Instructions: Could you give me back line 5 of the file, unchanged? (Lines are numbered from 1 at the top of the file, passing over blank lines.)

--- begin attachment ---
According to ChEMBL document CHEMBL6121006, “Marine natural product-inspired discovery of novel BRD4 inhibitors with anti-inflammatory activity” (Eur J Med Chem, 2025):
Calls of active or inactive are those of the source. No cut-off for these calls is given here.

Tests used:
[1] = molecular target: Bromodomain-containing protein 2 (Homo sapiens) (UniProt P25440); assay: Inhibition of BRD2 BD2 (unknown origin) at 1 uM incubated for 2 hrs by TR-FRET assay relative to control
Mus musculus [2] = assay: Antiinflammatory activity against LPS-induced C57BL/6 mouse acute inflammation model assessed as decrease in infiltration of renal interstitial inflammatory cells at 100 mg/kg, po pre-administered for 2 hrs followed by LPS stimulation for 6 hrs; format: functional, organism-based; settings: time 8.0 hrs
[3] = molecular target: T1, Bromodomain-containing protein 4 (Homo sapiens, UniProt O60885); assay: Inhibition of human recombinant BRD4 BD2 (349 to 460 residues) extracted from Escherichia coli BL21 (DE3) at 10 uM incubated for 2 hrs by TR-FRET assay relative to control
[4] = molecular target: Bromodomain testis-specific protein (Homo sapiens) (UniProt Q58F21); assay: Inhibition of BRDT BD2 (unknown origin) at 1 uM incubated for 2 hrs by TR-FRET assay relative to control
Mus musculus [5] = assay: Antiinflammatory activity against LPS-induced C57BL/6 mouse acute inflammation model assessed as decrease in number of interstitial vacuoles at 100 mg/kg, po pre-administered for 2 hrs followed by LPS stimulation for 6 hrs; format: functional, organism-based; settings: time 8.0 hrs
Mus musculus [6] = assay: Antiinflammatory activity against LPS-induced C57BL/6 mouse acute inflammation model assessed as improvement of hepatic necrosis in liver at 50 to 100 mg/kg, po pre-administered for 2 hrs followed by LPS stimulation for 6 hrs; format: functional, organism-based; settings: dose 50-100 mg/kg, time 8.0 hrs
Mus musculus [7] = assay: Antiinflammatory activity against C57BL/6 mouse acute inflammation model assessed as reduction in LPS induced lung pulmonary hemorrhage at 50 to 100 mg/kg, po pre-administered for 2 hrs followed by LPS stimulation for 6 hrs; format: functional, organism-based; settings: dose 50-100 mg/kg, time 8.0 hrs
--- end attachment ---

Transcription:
Mus musculus [2] = assay: Antiinflammatory activity against LPS-induced C57BL/6 mouse acute inflammation model assessed as decrease in infiltration of renal interstitial inflammatory cells at 100 mg/kg, po pre-administered for 2 hrs followed by LPS stimulation for 6 hrs; format: functional, organism-based; settings: time 8.0 hrs